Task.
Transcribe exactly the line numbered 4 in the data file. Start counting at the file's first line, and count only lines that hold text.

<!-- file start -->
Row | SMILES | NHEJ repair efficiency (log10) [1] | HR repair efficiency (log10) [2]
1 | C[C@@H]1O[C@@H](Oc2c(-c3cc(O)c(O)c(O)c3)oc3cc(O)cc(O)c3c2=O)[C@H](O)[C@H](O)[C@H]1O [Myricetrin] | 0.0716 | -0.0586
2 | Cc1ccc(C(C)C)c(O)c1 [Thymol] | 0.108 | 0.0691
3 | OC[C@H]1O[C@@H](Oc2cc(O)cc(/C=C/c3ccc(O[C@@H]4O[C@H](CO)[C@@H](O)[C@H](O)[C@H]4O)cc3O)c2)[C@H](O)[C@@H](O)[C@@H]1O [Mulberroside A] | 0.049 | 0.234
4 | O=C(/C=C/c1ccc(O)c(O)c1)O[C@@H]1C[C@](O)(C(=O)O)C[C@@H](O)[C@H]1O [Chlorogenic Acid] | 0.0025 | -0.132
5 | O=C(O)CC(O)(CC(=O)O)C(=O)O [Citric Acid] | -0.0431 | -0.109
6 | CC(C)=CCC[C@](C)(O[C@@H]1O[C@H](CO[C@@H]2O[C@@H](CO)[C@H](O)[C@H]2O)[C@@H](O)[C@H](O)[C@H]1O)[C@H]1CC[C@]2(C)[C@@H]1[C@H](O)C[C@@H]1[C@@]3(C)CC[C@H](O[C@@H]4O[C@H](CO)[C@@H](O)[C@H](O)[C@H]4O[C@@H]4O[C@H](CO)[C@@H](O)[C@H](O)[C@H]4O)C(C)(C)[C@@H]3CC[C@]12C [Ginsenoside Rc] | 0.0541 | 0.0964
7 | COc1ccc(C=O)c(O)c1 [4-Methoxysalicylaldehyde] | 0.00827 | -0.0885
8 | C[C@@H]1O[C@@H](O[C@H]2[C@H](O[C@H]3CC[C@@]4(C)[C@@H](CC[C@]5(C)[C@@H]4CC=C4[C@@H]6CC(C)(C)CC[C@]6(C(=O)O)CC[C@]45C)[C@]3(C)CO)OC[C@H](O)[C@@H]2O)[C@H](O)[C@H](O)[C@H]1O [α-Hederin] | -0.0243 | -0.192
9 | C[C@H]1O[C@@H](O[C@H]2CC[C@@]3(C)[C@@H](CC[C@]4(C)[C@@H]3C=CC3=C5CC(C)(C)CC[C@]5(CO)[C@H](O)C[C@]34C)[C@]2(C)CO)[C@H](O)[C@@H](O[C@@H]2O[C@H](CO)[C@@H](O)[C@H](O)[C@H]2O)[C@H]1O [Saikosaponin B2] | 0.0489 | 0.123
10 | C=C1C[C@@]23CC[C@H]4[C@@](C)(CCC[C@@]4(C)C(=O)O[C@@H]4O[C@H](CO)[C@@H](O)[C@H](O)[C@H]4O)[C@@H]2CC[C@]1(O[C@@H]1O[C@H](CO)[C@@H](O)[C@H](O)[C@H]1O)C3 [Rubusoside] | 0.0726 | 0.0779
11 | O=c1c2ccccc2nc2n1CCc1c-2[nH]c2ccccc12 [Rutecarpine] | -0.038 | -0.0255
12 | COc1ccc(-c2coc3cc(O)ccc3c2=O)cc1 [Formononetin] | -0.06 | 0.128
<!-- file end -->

3 | OC[C@H]1O[C@@H](Oc2cc(O)cc(/C=C/c3ccc(O[C@@H]4O[C@H](CO)[C@@H](O)[C@H](O)[C@H]4O)cc3O)c2)[C@H](O)[C@@H](O)[C@@H]1O [Mulberroside A] | 0.049 | 0.234